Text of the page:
(Extracted from Chapter 4 – Frame dependence and the impact of psychological barriers on investor behavior)

How many people do you know who like making losses? I haven’t come across too many. Psychologically, most people do not like to make a loss. There is a strong aversion or disinclination towards incurring a loss of any kind. The issue however is that our natural inclination to avoid loses can actually put us under greater risk of loss. How? We will come to that in some time.

Let’s consider a simple illustration first:

Let’s say that you are given two options. If you choose option A, you will incur a sure loss of Rs. 8,000. If you choose option B, there is an 80 per cent chance that you will lose Rs. 10,000 and a 20 per cent chance that you will lose nothing. Which option would you choose?

Majority of the people we administer this problem to choose option B. Why do they do this? The logic is that they stand to incur a sure loss of Rs. 8,000 in the first option. And people have a natural dislike to losses. So, most people choose the second option, i.e. option B because that choice offers them a chance to avoid any loss. This phenomenon is called Aversion to Loss.

Let’s see how this works in a financial scenario, say in an investor’s case:

Let’s assume that you bought two stocks – stock A and stock B. Stock A was bought for Rs. 100,000 and is now worth Rs. 200,000. Stock B was bought at Rs. 300,000 and is also now worth Rs. 200,000. You suddenly realize that you need Rs. 200,000 for your daughter’s marriage. Which stock would you sell?

If you answered stock A as the stock that you would sell, you are perhaps demonstrating an aversion to loss that could cost you money in the long run. However, don’t worry. Most people make that choice because they reckon that they have already made their profits on stock A and the decision to sell off stock A at a profit leaves them happy and satisfied. They want to hold on to stock B because stock B at this point in time is quoting at a rate far lower than what it was bought for. As long as they hold onto it, it is a notional loss (just a paper loss); however, the moment they sell stock B at the current rate it becomes a real loss. And the aversion to loss takes over and stops the investor from selling stock B.

Now look at the above situation again. In essence, what is the investor doing if he sells off stock B. He is actually holding on to a losing investment (an investment that has come down considerably and may actually come down further) and selling off a winning investment (an investment that has already made money for him and may not be anywhere near its peak level as yet). An alternative way of addressing the situation could be to sell of Rs. 100,000 worth of stock in each of A and B. That way, even if stock A were to come down in the near future, he would already have made a decent profit on it. Similarly, he would still gain whether stock B were to go up or down in the future. And he would have to pay no tax on the entire transaction, thereby augmenting his real gains from the two transactions.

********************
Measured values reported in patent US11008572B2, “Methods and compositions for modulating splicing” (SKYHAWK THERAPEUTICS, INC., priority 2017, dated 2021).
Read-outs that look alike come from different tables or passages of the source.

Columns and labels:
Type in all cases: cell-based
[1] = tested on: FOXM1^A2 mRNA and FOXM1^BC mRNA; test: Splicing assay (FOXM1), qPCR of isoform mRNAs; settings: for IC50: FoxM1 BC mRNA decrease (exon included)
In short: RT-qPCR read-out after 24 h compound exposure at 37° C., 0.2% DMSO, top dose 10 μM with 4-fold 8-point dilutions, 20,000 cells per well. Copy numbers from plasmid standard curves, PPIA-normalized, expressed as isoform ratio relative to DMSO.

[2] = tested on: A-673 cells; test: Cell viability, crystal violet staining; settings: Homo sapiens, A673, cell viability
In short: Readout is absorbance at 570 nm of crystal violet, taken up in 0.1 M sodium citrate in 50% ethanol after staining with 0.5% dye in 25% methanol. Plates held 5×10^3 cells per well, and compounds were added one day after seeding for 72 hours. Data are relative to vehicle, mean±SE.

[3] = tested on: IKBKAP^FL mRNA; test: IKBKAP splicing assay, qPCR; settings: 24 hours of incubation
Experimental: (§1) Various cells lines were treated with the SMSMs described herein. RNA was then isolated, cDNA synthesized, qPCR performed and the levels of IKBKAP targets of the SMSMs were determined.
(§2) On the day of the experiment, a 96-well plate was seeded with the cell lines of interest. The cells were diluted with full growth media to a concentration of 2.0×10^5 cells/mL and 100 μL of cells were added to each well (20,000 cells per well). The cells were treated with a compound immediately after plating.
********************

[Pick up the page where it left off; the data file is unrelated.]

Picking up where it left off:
There is another way in which investors lose money – that is when their aversion to loss is combined with the habit of procrastination. Consider the above illustration yet again. If the investor continues to hold onto the losing stock just because he doesn’t want to lose part of his investment value, after some time procrastination sets in and the investor will generally not sell even when the stock does move up a little. Aversion to loss and ill-considered procrastination ensure that the investor rarely sells at the opportune time. Finally, the investor may sell eventually at a much higher loss or when the investment has no real value left. Consider what happened to several investors in the 1990’s when they held on to losing investments purely to avoid a loss – eventually, they were left holding stocks that were worth merely the value of the paper held.


Connect with Us

© 2014 www.Jagmohanbhanver.com All Rights Reserved. Designed and Developed by edesigner.co.in